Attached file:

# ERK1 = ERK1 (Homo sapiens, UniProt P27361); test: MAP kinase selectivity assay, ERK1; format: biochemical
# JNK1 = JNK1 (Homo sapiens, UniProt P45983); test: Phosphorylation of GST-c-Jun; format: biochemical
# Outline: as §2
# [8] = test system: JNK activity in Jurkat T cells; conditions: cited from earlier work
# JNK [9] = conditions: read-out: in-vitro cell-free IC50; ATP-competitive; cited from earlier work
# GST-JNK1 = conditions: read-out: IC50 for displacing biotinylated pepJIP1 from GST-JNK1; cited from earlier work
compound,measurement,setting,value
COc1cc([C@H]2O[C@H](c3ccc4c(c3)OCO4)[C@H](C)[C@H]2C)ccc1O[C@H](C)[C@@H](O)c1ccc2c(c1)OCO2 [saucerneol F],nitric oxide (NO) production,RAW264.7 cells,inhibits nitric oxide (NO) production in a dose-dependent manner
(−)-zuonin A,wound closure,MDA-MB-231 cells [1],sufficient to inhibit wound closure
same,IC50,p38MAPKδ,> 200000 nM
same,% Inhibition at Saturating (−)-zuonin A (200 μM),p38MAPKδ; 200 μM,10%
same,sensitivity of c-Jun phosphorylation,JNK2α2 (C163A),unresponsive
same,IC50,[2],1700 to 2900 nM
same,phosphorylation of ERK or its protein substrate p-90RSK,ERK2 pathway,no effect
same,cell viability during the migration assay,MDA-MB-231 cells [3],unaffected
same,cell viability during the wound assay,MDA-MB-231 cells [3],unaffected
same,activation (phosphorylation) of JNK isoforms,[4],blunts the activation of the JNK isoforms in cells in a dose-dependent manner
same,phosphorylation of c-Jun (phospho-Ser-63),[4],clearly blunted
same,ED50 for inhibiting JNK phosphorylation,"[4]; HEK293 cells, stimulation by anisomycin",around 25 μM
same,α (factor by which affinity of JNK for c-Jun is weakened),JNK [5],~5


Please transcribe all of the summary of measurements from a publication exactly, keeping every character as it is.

# ERK1 = ERK1 (Homo sapiens, UniProt P27361); test: MAP kinase selectivity assay, ERK1; format: biochemical
# JNK1 = JNK1 (Homo sapiens, UniProt P45983); test: Phosphorylation of GST-c-Jun; format: biochemical
# Outline: as §2
# [8] = test system: JNK activity in Jurkat T cells; conditions: cited from earlier work
# JNK [9] = conditions: read-out: in-vitro cell-free IC50; ATP-competitive; cited from earlier work
# GST-JNK1 = conditions: read-out: IC50 for displacing biotinylated pepJIP1 from GST-JNK1; cited from earlier work
compound,measurement,setting,value
COc1cc([C@H]2O[C@H](c3ccc4c(c3)OCO4)[C@H](C)[C@H]2C)ccc1O[C@H](C)[C@@H](O)c1ccc2c(c1)OCO2 [saucerneol F],nitric oxide (NO) production,RAW264.7 cells,inhibits nitric oxide (NO) production in a dose-dependent manner
(−)-zuonin A,wound closure,MDA-MB-231 cells [1],sufficient to inhibit wound closure
same,IC50,p38MAPKδ,> 200000 nM
same,% Inhibition at Saturating (−)-zuonin A (200 μM),p38MAPKδ; 200 μM,10%
same,sensitivity of c-Jun phosphorylation,JNK2α2 (C163A),unresponsive
same,IC50,[2],1700 to 2900 nM
same,phosphorylation of ERK or its protein substrate p-90RSK,ERK2 pathway,no effect
same,cell viability during the migration assay,MDA-MB-231 cells [3],unaffected
same,cell viability during the wound assay,MDA-MB-231 cells [3],unaffected
same,activation (phosphorylation) of JNK isoforms,[4],blunts the activation of the JNK isoforms in cells in a dose-dependent manner
same,phosphorylation of c-Jun (phospho-Ser-63),[4],clearly blunted
same,ED50 for inhibiting JNK phosphorylation,"[4]; HEK293 cells, stimulation by anisomycin",around 25 μM
same,α (factor by which affinity of JNK for c-Jun is weakened),JNK [5],~5